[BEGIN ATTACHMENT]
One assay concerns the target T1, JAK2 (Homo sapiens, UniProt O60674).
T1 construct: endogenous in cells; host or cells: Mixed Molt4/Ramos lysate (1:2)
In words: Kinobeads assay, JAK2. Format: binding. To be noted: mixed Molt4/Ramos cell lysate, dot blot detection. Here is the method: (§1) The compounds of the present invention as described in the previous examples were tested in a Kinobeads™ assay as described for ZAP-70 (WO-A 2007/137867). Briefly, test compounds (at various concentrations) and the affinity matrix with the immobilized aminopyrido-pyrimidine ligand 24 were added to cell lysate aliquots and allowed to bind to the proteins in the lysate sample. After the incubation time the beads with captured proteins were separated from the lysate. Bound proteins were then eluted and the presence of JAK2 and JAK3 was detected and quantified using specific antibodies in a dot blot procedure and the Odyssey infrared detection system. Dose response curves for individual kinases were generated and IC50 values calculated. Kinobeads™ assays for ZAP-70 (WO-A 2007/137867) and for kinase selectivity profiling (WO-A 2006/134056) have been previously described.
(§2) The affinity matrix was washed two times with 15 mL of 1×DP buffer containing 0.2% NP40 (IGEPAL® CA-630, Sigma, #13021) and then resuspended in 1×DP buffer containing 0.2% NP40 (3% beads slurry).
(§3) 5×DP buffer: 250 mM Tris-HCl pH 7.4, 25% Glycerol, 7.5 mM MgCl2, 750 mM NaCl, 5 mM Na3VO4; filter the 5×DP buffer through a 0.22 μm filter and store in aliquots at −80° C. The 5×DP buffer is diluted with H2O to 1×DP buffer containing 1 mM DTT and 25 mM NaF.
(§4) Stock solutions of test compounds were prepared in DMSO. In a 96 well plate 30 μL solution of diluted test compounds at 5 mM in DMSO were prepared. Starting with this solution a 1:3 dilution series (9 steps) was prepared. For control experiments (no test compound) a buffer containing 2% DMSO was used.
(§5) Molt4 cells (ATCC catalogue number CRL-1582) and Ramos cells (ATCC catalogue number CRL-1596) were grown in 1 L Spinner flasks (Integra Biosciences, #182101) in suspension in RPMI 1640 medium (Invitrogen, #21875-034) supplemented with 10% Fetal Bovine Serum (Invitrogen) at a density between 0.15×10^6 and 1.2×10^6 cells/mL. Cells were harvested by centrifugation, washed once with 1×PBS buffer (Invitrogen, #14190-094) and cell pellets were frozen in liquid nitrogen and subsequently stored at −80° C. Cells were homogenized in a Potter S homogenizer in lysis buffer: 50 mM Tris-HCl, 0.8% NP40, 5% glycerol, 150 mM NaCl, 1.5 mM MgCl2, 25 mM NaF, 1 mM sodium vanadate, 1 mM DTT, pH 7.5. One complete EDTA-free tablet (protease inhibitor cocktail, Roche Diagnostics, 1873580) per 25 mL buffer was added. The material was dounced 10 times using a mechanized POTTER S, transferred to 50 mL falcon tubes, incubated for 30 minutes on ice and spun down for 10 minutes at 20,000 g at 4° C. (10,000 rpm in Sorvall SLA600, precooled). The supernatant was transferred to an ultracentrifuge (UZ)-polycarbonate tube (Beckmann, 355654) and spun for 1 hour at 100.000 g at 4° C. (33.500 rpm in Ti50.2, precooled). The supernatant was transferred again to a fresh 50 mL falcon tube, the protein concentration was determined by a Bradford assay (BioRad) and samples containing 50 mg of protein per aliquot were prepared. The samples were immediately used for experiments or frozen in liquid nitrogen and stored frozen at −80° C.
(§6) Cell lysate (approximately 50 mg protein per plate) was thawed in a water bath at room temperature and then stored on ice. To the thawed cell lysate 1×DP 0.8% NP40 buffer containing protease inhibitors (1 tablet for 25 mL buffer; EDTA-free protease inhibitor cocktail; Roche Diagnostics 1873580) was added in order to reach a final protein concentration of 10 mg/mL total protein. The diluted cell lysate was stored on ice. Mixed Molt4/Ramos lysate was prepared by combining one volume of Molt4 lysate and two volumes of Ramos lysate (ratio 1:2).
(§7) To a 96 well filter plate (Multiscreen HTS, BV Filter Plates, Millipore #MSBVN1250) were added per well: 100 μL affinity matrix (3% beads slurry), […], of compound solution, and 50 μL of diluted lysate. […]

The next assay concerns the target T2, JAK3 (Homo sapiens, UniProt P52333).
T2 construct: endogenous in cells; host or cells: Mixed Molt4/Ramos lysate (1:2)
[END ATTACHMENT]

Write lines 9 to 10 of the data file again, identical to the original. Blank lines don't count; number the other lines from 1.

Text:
(§7) To a 96 well filter plate (Multiscreen HTS, BV Filter Plates, Millipore #MSBVN1250) were added per well: 100 μL affinity matrix (3% beads slurry), […], of compound solution, and 50 μL of diluted lysate. […]

The next assay concerns the target T2, JAK3 (Homo sapiens, UniProt P52333).